By Will Giles.
Released earlier this year, the Disney-produced movie adaptation of the classic radio and television series, The Lone Ranger, flopped at the box office, only grossing $260 million, far short of the estimated $375 million production budget. The Lone Ranger chronicles the crime-fighting adventures of the masked John Reid (“the Lone Ranger”) and his Native American sidekick, Tonto, in the Wild West. Reid hails from the great State of Texas, my home State, represented in the Senate by none other than Ted Cruz, who began his term the same year as the release of the film.
Senator Cruz likes to fashion himself as “the Lone Ranger” in the Wild West of the Senate, fighting liberals and their most dastardly criminal scheme yet, Obamacare, with his dual-wielded six-shooters, loaded with oratory and intellect. Even his terminology is an ode to the Wild West, oftentimes describing Obamacare as a “trainwreck” from which he hopes to save the American people strapped to its rails.
The trail leading to the donning of “the mask” was not an easy one for Cruz or his family. His father emigrated from Cuba to the United States with little money and no English, eventually attending the University of Texas and finding work in the oil fields of Alberta, Canada, where Ted was born.
Despite these humble beginnings, Cruz graduated cum laude from Princeton University and attained his law degree, magna cum laude, from Harvard. A recent article from The Boston Globe reveals that Cruz embraced his role as “the Lone Ranger” even during college, parrying with his liberal classmates and professors, who had to grudgingly admit that he was utterly brilliant.
In 1996, after graduation, Cruz became a clerk for Chief Justice William Rehnquist, the first Hispanic to clerk for the Chief Justice of the Supreme Court. Thus began his trajectory towards a highly successful political career. He served as a domestic policy advisor to President-elect Bush before being appointed to positions in the Justice Department and the United States Trade Commission. He was then appointed the Solicitor General of Texas, eventually appearing before the Supreme Court nine times. If that were not impressive enough, he then turned more heads, including mine as a native Texan, by forcing popular Lieutenant Governor David Dewhurst into a runoff and then defeating him in the Republican Primary nomination for retiring Senator Kay Bailey Hutchinson’s Senate seat. Cruz followed this performance with a landslide victory over Democrat Paul Sadler in the general election.
The Senate allows Cruz to fully embrace his lone ranger persona. Cruz proved that he would go to any length to battle the nefariousness of Obamacare, which meant allowing the government to shut down on October 1, 2013. On September 24, Cruz reinforced the ‘lone’ aspect of his moniker by filibustering on the Senate floor for over 21 hours, the fourth longest filibuster in Senate history. He even read from Dr. Seuss’ Green Eggs and Ham. Goaded, or perhaps emboldened, by Cruz’s entreaties, the House of Representatives decided not to pass a bill to fund the government without a clause that delayed the implementation of Obamacare for another year.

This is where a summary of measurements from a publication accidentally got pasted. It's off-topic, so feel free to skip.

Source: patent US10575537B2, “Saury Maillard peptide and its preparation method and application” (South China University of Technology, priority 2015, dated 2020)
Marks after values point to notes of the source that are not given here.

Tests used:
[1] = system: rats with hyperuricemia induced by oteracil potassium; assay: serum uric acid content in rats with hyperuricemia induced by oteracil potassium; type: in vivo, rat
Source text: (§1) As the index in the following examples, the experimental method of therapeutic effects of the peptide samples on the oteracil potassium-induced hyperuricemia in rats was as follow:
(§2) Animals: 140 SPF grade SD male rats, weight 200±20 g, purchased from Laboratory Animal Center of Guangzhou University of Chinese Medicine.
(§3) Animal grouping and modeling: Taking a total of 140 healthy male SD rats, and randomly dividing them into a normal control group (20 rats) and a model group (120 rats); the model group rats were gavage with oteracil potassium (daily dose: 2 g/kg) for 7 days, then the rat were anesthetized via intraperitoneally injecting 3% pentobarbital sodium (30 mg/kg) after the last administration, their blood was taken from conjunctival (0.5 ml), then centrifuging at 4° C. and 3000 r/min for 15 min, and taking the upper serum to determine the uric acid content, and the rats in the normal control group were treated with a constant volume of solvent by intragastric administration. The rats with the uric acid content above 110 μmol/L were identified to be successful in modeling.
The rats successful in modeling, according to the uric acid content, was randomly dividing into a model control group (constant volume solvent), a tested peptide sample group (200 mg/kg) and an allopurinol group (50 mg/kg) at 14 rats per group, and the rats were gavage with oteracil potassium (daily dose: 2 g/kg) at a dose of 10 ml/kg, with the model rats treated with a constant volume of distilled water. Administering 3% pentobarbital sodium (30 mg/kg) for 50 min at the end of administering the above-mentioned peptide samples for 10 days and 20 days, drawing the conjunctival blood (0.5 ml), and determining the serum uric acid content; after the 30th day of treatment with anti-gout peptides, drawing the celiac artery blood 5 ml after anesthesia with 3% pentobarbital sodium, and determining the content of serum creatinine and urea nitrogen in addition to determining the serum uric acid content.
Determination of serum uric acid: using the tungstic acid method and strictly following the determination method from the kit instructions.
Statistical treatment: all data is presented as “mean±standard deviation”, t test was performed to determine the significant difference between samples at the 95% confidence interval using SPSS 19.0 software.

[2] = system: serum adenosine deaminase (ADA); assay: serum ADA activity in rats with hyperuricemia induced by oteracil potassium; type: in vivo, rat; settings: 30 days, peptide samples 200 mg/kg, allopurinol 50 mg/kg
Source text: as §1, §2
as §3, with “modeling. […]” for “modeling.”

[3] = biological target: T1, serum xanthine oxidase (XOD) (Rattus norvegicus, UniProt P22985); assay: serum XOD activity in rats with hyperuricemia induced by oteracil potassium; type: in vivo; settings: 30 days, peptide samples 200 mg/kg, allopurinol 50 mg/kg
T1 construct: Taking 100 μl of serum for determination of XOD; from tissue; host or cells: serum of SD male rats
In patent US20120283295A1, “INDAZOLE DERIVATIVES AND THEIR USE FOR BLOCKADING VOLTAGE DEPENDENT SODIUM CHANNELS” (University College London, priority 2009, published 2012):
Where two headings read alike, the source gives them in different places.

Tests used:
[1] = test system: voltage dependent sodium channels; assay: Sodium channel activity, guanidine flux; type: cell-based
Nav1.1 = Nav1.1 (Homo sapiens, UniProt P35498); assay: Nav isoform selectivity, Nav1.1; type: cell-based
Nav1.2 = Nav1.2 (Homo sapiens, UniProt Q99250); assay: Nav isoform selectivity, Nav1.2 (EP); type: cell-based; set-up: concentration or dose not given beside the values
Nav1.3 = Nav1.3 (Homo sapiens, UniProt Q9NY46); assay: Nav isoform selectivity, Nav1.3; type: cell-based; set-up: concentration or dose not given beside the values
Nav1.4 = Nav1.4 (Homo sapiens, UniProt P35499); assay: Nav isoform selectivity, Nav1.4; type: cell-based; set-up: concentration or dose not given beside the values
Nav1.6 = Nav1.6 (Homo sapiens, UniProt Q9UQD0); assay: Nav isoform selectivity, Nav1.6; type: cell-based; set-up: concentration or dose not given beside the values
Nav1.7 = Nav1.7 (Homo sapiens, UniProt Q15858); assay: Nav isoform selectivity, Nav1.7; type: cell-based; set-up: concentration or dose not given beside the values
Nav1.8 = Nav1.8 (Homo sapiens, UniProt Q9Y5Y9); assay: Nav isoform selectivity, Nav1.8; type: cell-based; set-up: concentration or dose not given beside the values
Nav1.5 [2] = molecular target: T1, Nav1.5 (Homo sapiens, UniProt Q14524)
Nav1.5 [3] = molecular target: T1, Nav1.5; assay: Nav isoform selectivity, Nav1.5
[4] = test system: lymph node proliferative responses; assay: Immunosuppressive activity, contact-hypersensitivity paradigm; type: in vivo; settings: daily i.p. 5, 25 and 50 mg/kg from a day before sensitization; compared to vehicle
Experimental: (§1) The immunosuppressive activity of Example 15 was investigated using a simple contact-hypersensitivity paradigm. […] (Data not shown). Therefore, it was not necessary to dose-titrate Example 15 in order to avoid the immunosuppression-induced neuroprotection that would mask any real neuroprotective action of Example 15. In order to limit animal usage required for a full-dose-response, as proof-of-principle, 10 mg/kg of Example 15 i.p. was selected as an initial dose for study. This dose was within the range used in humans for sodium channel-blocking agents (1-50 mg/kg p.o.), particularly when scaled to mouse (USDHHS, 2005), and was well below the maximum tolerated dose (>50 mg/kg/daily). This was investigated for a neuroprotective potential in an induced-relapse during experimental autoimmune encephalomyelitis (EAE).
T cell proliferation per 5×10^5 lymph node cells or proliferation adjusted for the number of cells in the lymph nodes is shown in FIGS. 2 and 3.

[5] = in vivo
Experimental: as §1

The House finally acquiesced on October 16 as public opinion turned against Republican obstructionism. As the face of the fight against Obamacare, Texas’ newest lone ranger was placed in the crosshairs of critics from both parties. While Senate Majority Leader Harry Reid (D-Nev.) called him a “laughing stock,” most of the flak came from Republicans: “Senate Minority Leader Mitch McConnell (R-Ky.) called Cruz’s shutdown strategy ‘not a smart play’ with ‘no chance of success,’ while Sen. John McCain (R-Ariz.) called Cruz’s mission a ‘fool’s errand.’ Rep. Peter King (R-N.Y.) offered more pointed criticism, calling Cruz either a ‘fraud’ or ‘totally incompetent.’”
To his Republican critics, Cruz is more like Tonto than Ranger Reid. Tonto, which means “foolish” in Spanish, is the sidekick to the real rangers: Sen. Mike Lee (R-Utah) and Sen. Rand Paul (R-Ky.). His critics would argue that Cruz overstepped his duties as sidekick, causing great harm in the crusade to defund Obamacare. To his Democratic detractors, the foolish sobriquet perfectly fits his personality and actions. Cruz brazenly insinuated that Secretary of Defense nominee Chuck Hagel may have received donations from America’s enemies, and he joined Rand Paul’s filibuster of John Brennan’s nomination over the CIA’s drone program. The reading of Green Eggs and Ham and Cruz’s numerous attempts to derail Obamacare solidified their preconceived notions.
To his supporters, however, Cruz is the Lone Ranger reincarnate. After the government shutdown crisis was resolved, he was met with massive crowds at his rallies throughout Texas. Former Sen. Jim DeMint, now director at the conservative Heritage Foundation, has seen a surge of donations riding on the coattails of Cruz. There is also the possibility that Cruz is preparing his horse, Silver, to run in the Republican Primary derby in 2016 and ride into the White House.
The Lone Ranger was an unmitigated disaster in early 2013, and time can only tell whether or not the political theatrics of Ted “the Lone Ranger” Cruz will suffer the same fate. Will “the Lone Ranger” exclaim, “”Hi-Yo, Silver! Away!” as he rides his trusted steed to the White House, or will “ke-mo sah-bee” fade into the sunset?